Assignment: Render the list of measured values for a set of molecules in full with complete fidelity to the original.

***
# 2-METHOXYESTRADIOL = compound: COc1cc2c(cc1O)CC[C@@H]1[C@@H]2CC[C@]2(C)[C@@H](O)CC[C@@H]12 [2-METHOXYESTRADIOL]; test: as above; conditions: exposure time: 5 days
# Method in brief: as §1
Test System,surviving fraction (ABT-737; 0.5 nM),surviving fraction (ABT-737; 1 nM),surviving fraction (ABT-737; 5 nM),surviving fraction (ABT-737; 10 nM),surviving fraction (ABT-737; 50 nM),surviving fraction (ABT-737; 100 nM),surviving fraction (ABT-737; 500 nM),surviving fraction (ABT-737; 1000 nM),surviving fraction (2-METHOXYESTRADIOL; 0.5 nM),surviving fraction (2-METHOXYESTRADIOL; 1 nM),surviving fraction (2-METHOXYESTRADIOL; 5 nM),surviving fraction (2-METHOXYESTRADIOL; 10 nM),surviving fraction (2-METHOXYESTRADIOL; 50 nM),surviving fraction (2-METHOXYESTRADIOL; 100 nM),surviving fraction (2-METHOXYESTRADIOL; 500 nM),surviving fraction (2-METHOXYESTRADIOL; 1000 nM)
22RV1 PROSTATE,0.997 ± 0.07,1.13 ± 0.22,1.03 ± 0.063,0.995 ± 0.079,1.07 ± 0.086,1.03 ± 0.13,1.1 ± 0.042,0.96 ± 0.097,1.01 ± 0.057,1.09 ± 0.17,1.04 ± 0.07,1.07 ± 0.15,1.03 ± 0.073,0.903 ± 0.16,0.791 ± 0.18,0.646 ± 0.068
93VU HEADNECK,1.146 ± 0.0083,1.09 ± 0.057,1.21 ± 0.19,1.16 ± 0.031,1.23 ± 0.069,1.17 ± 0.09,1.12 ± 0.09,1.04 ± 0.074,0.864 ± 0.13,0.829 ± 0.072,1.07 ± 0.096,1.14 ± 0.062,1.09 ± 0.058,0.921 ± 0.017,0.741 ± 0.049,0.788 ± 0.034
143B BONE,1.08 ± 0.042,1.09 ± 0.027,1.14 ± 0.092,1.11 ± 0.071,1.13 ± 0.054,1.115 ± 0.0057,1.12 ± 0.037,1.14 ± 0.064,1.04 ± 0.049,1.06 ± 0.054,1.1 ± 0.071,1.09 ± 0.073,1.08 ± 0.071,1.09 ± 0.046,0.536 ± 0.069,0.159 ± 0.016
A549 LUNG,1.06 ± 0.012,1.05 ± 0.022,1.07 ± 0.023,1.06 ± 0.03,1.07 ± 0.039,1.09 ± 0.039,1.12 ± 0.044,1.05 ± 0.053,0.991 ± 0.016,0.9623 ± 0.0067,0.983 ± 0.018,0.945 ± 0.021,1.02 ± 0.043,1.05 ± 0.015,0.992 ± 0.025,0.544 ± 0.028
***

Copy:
# 2-METHOXYESTRADIOL = compound: COc1cc2c(cc1O)CC[C@@H]1[C@@H]2CC[C@]2(C)[C@@H](O)CC[C@@H]12 [2-METHOXYESTRADIOL]; test: as above; conditions: exposure time: 5 days
# Method in brief: as §1
Test System,surviving fraction (ABT-737; 0.5 nM),surviving fraction (ABT-737; 1 nM),surviving fraction (ABT-737; 5 nM),surviving fraction (ABT-737; 10 nM),surviving fraction (ABT-737; 50 nM),surviving fraction (ABT-737; 100 nM),surviving fraction (ABT-737; 500 nM),surviving fraction (ABT-737; 1000 nM),surviving fraction (2-METHOXYESTRADIOL; 0.5 nM),surviving fraction (2-METHOXYESTRADIOL; 1 nM),surviving fraction (2-METHOXYESTRADIOL; 5 nM),surviving fraction (2-METHOXYESTRADIOL; 10 nM),surviving fraction (2-METHOXYESTRADIOL; 50 nM),surviving fraction (2-METHOXYESTRADIOL; 100 nM),surviving fraction (2-METHOXYESTRADIOL; 500 nM),surviving fraction (2-METHOXYESTRADIOL; 1000 nM)
22RV1 PROSTATE,0.997 ± 0.07,1.13 ± 0.22,1.03 ± 0.063,0.995 ± 0.079,1.07 ± 0.086,1.03 ± 0.13,1.1 ± 0.042,0.96 ± 0.097,1.01 ± 0.057,1.09 ± 0.17,1.04 ± 0.07,1.07 ± 0.15,1.03 ± 0.073,0.903 ± 0.16,0.791 ± 0.18,0.646 ± 0.068
93VU HEADNECK,1.146 ± 0.0083,1.09 ± 0.057,1.21 ± 0.19,1.16 ± 0.031,1.23 ± 0.069,1.17 ± 0.09,1.12 ± 0.09,1.04 ± 0.074,0.864 ± 0.13,0.829 ± 0.072,1.07 ± 0.096,1.14 ± 0.062,1.09 ± 0.058,0.921 ± 0.017,0.741 ± 0.049,0.788 ± 0.034
143B BONE,1.08 ± 0.042,1.09 ± 0.027,1.14 ± 0.092,1.11 ± 0.071,1.13 ± 0.054,1.115 ± 0.0057,1.12 ± 0.037,1.14 ± 0.064,1.04 ± 0.049,1.06 ± 0.054,1.1 ± 0.071,1.09 ± 0.073,1.08 ± 0.071,1.09 ± 0.046,0.536 ± 0.069,0.159 ± 0.016
A549 LUNG,1.06 ± 0.012,1.05 ± 0.022,1.07 ± 0.023,1.06 ± 0.03,1.07 ± 0.039,1.09 ± 0.039,1.12 ± 0.044,1.05 ± 0.053,0.991 ± 0.016,0.9623 ± 0.0067,0.983 ± 0.018,0.945 ± 0.021,1.02 ± 0.043,1.05 ± 0.015,0.992 ± 0.025,0.544 ± 0.028